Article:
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Rethinking Wagner and the Holocaust

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admired Wagner’s anti-Semitic ranting and the theme of Germanic exceptionalism in his operas.

It is difficult to reconcile the exquisite beauty of Richard Wagner's music with his vile anti-Semitism, however he can't be blamed for the rise of the Nazis, writes Greg Barns.

Today is the finale of the 2014 Bayreuth Festival in Germany — the annual homage to the music of Richard Wagner that draws crowds from across the globe, highlights the quirkiness (to be polite) of Wagner’s descendants who run the gig and generates the never ending controversy over whether one can separate the anti-Semitic polemicist from the musical genius so obvious in Wagner’s revolutionary operatic scores.

The question of Wagner’s politics and the supposed link to the rise of the Nazi Party in desolate and decaying 1930s Germany looms over this Bayreuth Festival as it has done over all of those held since World War Two.

It is difficult to reconcile the exquisite beauty, the universality and pathos of the Prelude to Act 1 of Lohengrin (the Vienna Philharmonic Orchestra with  that arch intellectual Wilhelm Furtwängler conducting is still unsurpassed in my view) with the man who wrote these vile words:

“If we hear a Jew speak, we are unconsciously offended by the entire want of purely-human expression in his discourse: the cold indifference of its peculiar 'blubber' [German: 'gelabber'] never by any chance rises to the ardour of a higher, heartfelt passion.”

That Hitler fell under the spell of Wagnerian opera from a young age is an historic given.  That Hitler’s henchmen, such as Propaganda Minister Goebbels, admired Wagner’s anti-Semitic ranting and the theme of Germanic exceptionalism in his operas, is also something which we cannot cavil with today.

But where does the constant tension between Wagner the man and inveterate scribbler of some altogether preposterous and offensive pamphlets and essays on the one hand, and the composer who took opera from its traditional setting epitomised by Mozart and his successors such as Rossini, Bellini and the like and turned it into a colossal undertaking which melded philosophical traditions, elaborate historical themes and mythologies into the Ring Cycle?

The Wagnerian paradox for Jewish musicians and those who back classical music in Israel and elsewhere is not something that ought to be dismissed lightly.  The composer and conductor Leonard Bernstein, himself Jewish, once said he hated Wagner but he hated him on bended knee. Daniel Barenboim, the pianist and conductor, conducted Wagner in Israel in the late 1990s which prompted walkouts and cat calls from some in the audience.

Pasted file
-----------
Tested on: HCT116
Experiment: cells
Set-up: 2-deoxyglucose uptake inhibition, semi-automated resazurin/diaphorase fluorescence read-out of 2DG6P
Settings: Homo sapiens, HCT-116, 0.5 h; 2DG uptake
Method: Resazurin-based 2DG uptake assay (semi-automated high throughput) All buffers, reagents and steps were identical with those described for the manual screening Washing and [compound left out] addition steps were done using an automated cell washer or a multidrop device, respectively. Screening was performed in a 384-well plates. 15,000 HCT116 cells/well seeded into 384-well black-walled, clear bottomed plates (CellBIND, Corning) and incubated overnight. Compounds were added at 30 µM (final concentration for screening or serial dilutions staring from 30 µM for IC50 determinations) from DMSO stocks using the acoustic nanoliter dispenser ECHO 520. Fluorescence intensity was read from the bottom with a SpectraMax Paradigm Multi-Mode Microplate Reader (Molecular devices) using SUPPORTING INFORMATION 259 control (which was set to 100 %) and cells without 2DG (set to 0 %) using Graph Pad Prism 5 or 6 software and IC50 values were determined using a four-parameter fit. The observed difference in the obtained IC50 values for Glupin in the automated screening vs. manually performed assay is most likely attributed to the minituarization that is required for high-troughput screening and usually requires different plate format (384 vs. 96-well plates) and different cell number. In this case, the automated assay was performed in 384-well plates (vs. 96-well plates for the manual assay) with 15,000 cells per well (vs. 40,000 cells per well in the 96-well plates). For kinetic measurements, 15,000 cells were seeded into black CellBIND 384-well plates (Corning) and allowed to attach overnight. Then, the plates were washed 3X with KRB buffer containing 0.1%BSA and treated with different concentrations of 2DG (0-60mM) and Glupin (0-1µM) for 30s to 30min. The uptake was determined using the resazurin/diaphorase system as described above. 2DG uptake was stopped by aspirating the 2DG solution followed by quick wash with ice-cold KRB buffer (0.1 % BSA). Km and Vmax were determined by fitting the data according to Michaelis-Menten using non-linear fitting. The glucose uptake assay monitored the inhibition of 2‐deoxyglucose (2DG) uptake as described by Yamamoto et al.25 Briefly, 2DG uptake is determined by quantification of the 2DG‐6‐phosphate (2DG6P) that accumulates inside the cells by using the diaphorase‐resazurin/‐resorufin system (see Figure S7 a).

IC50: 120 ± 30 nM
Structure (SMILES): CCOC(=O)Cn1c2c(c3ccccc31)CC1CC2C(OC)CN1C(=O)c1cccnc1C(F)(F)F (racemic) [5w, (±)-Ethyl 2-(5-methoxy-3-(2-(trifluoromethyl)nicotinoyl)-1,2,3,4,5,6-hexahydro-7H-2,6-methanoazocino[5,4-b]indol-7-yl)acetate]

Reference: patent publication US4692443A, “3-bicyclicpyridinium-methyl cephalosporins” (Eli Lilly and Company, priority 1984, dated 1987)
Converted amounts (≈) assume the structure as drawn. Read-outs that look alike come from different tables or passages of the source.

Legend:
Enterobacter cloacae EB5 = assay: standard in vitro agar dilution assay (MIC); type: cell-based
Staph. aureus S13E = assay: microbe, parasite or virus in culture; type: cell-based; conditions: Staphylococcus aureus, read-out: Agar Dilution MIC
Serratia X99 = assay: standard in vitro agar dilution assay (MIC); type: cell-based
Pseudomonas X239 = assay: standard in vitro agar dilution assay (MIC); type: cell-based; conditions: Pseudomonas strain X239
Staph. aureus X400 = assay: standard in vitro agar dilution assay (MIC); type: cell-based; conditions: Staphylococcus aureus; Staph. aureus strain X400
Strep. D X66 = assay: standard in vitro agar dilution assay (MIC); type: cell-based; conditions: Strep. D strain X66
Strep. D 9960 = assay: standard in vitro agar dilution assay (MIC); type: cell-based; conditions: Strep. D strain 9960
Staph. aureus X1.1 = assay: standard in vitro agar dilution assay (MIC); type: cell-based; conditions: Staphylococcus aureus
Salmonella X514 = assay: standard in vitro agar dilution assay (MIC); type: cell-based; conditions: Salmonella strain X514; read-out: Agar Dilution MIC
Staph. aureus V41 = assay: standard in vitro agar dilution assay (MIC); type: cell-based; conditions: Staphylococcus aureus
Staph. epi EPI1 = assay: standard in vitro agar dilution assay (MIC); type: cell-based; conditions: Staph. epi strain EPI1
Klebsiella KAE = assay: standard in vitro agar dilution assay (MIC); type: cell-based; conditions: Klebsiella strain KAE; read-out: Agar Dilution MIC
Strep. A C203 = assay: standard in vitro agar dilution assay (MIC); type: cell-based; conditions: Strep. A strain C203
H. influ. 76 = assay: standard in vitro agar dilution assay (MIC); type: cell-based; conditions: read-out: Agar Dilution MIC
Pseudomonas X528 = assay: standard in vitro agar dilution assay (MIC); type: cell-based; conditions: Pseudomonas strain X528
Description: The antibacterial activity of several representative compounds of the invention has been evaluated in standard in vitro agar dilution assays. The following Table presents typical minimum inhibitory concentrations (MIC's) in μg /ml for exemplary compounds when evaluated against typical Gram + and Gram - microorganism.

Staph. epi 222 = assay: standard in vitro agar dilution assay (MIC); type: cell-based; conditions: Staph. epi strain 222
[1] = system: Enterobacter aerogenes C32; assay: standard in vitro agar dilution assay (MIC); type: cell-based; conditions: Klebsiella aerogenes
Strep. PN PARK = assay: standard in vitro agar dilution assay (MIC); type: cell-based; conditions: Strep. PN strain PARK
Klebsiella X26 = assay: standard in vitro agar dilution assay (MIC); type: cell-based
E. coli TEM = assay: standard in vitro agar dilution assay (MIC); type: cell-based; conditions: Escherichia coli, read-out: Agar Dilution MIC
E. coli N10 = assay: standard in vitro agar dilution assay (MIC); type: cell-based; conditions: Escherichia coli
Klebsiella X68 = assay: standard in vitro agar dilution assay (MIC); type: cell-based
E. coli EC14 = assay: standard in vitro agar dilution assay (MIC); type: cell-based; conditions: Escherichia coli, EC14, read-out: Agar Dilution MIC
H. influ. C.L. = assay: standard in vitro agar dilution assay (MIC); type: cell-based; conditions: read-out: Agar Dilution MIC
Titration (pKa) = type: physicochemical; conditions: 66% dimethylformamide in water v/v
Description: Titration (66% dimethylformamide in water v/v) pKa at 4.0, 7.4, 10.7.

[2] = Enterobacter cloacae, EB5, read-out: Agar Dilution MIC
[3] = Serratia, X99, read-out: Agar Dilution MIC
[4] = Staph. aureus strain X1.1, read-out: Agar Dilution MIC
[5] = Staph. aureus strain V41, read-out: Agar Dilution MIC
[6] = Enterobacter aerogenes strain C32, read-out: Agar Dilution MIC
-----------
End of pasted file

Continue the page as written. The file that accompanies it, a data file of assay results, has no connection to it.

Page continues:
That Wagner’s music is heavily thematic makes it harder to disaassociate the man from the music. But have we reached the end point of this intractable debate?

Could we not accept what the brave Barenboim has said:

“Nevertheless, as revolting as Wagner’s anti-Semitism may be, one can hardly hold him responsible for Hitler’s use and abuse of his music and his world views.”

Can we not acknowledge that Wagner’s hostility towards Jews was as much a product of the crass and virulent anti-Semitism that infected Germany for centuries before he came along and Wagner’s own insecurities about that other great 19th century legend Felix Mendelssohn, who was the outstanding composer of the first half of the 19th century?

We ought to acknowledge the abuse to which Wagner’s music was put by the Nazis, appreciate that for some Jewish people and particularly those who witnessed directly or indirectly the hell that was the Holocaust, and that Wagner himself was responsible for abusing his position as an influential cultural figure by further alienating the Jewish people of Germany.

It is, however, a stretch too far to sheet home Hitler’s insanity to Wagner directly.

When we do that we must also open ourselves to the artist that is Wagner of whom music critic Alex Ross wrote:

“No artist is more fanatically loved or more fanatically hated; few people think that Wagner is merely pretty good. Ultimately, the bond that he forms with his listeners is one of pure, wordless emotion, and his gift for capturing the nuances of human feeling constantly complicates our response.”

Wagner is not going away — Australia has celebrated a number of fine Ring Cycle productions in recent years in Melbourne and Adelaide. This is a composer who bestrides the stage as he would have wanted — a man of contradictions, of folly, of seething hatred, of lacerating tongue and thought, but who casts a spell over us in such a way that we are trapped in it forever.

A new dialogue needs to emerge that seeks to reconcile Wagner the man and his music.

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